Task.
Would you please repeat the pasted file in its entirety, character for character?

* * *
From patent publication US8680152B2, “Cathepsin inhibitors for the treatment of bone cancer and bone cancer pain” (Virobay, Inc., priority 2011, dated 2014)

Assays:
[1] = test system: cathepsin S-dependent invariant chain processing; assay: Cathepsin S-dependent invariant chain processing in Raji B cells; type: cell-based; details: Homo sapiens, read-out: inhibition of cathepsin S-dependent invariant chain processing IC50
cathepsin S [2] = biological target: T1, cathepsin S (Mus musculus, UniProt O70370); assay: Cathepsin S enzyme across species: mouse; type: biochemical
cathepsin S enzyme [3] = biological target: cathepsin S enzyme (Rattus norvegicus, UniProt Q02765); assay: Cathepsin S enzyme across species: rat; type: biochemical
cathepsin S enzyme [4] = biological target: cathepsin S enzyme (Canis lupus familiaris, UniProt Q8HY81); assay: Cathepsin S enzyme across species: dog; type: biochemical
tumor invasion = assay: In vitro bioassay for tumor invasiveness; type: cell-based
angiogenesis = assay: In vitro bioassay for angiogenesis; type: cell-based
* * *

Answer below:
From patent publication US8680152B2, “Cathepsin inhibitors for the treatment of bone cancer and bone cancer pain” (Virobay, Inc., priority 2011, dated 2014)

Assays:
[1] = test system: cathepsin S-dependent invariant chain processing; assay: Cathepsin S-dependent invariant chain processing in Raji B cells; type: cell-based; details: Homo sapiens, read-out: inhibition of cathepsin S-dependent invariant chain processing IC50
cathepsin S [2] = biological target: T1, cathepsin S (Mus musculus, UniProt O70370); assay: Cathepsin S enzyme across species: mouse; type: biochemical
cathepsin S enzyme [3] = biological target: cathepsin S enzyme (Rattus norvegicus, UniProt Q02765); assay: Cathepsin S enzyme across species: rat; type: biochemical
cathepsin S enzyme [4] = biological target: cathepsin S enzyme (Canis lupus familiaris, UniProt Q8HY81); assay: Cathepsin S enzyme across species: dog; type: biochemical
tumor invasion = assay: In vitro bioassay for tumor invasiveness; type: cell-based
angiogenesis = assay: In vitro bioassay for angiogenesis; type: cell-based